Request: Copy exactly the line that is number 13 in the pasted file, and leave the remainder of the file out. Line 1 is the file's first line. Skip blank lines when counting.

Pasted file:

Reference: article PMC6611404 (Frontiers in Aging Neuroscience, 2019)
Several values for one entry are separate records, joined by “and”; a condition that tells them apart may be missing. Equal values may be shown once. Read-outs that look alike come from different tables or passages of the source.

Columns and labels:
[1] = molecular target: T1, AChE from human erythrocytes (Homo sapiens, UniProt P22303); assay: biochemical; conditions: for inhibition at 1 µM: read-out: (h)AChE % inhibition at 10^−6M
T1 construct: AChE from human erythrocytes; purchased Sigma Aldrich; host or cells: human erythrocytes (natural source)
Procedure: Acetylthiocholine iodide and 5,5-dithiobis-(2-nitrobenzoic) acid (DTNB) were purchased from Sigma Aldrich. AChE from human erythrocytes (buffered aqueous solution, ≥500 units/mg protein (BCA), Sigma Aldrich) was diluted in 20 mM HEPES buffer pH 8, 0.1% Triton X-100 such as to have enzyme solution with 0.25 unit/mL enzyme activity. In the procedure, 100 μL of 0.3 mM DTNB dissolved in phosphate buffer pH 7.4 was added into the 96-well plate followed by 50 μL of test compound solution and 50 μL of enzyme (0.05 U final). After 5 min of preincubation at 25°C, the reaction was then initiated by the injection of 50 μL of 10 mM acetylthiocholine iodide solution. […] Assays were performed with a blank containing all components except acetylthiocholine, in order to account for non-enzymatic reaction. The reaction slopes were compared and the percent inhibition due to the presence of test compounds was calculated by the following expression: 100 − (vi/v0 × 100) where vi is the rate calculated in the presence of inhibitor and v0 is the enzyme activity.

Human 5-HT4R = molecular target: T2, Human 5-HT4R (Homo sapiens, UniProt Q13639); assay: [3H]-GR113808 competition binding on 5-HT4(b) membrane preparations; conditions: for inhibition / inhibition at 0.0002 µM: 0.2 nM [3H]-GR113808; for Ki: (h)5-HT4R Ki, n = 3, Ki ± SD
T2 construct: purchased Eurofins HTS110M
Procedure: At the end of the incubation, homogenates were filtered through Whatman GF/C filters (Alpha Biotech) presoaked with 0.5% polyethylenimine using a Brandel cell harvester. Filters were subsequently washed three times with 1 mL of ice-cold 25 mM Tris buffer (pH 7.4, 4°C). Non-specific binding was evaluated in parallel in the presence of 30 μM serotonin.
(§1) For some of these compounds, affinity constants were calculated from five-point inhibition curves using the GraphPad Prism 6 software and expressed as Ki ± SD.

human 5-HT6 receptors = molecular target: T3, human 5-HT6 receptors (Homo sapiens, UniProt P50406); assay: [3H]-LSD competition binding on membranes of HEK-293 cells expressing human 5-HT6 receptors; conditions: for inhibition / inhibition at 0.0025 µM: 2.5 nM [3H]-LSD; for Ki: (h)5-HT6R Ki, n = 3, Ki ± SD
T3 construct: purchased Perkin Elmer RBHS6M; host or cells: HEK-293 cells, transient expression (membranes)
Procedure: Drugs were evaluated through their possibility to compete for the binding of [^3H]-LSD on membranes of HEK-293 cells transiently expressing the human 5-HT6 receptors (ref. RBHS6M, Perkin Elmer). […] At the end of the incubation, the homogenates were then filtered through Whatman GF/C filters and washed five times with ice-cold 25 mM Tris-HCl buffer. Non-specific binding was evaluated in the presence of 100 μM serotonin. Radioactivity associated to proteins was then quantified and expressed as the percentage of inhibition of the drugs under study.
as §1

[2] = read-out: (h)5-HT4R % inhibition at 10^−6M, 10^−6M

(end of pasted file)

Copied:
Procedure: Drugs were evaluated through their possibility to compete for the binding of [^3H]-LSD on membranes of HEK-293 cells transiently expressing the human 5-HT6 receptors (ref. RBHS6M, Perkin Elmer). […] At the end of the incubation, the homogenates were then filtered through Whatman GF/C filters and washed five times with ice-cold 25 mM Tris-HCl buffer. Non-specific binding was evaluated in the presence of 100 μM serotonin. Radioactivity associated to proteins was then quantified and expressed as the percentage of inhibition of the drugs under study.